1951, he was arrested, tried on false charges of "Slovak bourgeois nationalism," and sentenced to life imprisonment. Released from jail in 1960, Husak was rehabilitated four years later. Between 1964 and 1968, Husak worked as a researcher at the Slovak Academy of Sciences. After the Warsaw Pact invasion of Czechoslovakia, Husak was among the hard-liners who supported the invasion. He was named first secretary of the Czechoslovak Communist party in April 1969 and was appointed president of the republic in 1975.
Husak had no use for the communist reformers. He eased them out of office and from national politics altogether but, unlike his counterpart in Hungary, Janos Kadar, did not have them killed or jailed. Eventually, Husak was forced by circumstances to adopt some of the economic policies proposed during the Dubcek era, except those that would have infringed upon the monopoly of the Communist party over politics. His politics, however, created a lethargic population. An atmosphere of hopelessness pervaded national life, and it was not lifted until the end of the 1980s. This was called "normalization" (see "Normalization" Czechoslovakia).
For two decades Husak maintained a rigidly conservative communist regime in Czechoslovakia. After 1985, he even resisted the influence of Mikhail-Gorbachev in his own country, just as his predecessors, Klement Gottwald and Antonyn Novotny (see Novotny, Antonyn) refused to follow a relaxed policy after the death of Stalin. Old, ailing, and cynical, he was finally replaced by another hard-liner, Milos Jakes (see Jakes, Milos), as secretary general of the party in 1988, but he remained president of the republic. He was finally dismissed after the Velvet Revolution of 1989, and his entire regime went out with him.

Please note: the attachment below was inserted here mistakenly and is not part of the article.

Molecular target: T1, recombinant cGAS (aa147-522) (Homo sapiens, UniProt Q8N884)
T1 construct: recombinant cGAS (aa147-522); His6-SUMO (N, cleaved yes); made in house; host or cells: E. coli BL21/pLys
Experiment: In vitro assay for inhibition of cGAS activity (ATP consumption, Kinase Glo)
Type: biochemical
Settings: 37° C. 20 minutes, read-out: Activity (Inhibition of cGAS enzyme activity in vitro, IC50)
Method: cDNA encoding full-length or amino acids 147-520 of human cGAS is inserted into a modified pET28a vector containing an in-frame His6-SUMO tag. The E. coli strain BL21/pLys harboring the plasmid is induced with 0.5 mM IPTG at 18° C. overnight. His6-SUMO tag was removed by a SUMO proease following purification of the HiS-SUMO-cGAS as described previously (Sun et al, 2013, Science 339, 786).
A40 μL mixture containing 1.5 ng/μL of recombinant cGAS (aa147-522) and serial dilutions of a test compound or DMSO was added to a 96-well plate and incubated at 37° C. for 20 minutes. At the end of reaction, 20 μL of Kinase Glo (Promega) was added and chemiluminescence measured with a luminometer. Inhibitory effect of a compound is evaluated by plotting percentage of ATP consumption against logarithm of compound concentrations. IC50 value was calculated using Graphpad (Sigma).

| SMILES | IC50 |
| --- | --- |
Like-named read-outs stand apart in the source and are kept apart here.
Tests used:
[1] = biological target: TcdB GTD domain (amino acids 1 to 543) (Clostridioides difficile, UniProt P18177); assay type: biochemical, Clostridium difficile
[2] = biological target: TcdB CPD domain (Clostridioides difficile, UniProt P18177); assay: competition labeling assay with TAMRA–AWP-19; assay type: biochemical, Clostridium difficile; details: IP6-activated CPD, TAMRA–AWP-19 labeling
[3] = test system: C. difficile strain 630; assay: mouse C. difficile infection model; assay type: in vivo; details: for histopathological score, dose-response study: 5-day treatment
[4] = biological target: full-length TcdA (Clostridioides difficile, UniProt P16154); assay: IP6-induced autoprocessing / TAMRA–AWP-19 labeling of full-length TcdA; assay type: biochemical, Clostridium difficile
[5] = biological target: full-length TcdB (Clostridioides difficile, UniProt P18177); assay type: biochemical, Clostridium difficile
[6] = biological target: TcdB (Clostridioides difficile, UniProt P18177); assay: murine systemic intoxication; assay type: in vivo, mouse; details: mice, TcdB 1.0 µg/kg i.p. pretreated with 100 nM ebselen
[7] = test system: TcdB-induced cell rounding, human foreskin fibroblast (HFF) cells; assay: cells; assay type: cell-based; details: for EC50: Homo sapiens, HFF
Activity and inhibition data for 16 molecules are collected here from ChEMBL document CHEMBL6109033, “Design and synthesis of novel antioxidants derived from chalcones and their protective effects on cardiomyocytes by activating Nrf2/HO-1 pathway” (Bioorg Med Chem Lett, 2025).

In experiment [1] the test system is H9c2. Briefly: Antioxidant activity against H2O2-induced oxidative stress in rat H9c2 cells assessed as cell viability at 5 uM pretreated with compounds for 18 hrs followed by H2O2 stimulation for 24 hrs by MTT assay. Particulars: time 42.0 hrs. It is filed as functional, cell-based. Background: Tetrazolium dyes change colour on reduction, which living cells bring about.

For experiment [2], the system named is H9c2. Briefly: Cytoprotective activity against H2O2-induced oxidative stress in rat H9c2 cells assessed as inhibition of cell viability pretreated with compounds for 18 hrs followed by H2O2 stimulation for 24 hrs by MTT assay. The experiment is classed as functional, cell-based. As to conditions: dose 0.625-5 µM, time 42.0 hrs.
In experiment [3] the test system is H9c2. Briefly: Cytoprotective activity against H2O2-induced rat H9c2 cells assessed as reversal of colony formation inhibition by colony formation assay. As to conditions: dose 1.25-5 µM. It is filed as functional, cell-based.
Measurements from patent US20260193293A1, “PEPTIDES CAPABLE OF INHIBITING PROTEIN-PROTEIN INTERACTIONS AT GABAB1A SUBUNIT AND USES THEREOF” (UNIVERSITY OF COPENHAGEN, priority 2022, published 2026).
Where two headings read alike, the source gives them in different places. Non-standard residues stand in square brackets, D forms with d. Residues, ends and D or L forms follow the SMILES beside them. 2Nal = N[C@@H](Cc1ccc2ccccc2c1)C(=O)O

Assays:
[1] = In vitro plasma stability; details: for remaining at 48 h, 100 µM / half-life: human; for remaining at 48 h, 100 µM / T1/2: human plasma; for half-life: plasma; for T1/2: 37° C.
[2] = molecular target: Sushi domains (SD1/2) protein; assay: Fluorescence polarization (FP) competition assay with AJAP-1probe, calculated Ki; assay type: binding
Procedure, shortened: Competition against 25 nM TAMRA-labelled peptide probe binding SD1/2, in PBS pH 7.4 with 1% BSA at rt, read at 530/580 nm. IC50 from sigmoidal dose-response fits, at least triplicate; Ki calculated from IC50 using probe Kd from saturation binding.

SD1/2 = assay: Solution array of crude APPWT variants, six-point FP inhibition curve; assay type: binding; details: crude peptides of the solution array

Pelikan Jiri, The Czechoslovak Political Trials of 1950-1954 ( Stanford, CA., 1971); Ulc Otto "The 'Normalization' of Post-Invasion Czechoslovakia," in Survey. 24.3 ( 1979), pp. 201- 214; Wolchik Sharon, "Regional Inequality in Czechoslovakia," in Daniel J. Nelson, ed. The Politics of Inequality ( Lexington, MA., 1983).
International Relations of Communist Czechoslovakia. Czechoslovakia, just as other members of the Soviet Bloc, had two types of international relations. One was conducted with bloc member states and Communist parties of the world; the other type was conducted with the capitalist countries. A third type emerged in the 1960s; relations with the Third World nations. Within the Soviet Bloc, Czechoslovakia was required to subordinate its national interests to that of "proletarian internationalism," namely, the Soviet Union. There was no autonomy of action for the country in any case. Relations with the Third World countries, as well as with the capitalist nations, were completely subordinated to Soviet diplomatic interests. When the Soviet Union began a campaign for peaceful coexistence, it appeared for a moment that there might emerge a possibility for independent Czechoslovak actions. However, there was no response from the leadership. In the 1960s, particularly, the Czechoslovak state simply echoed Soviet diplomatic moves.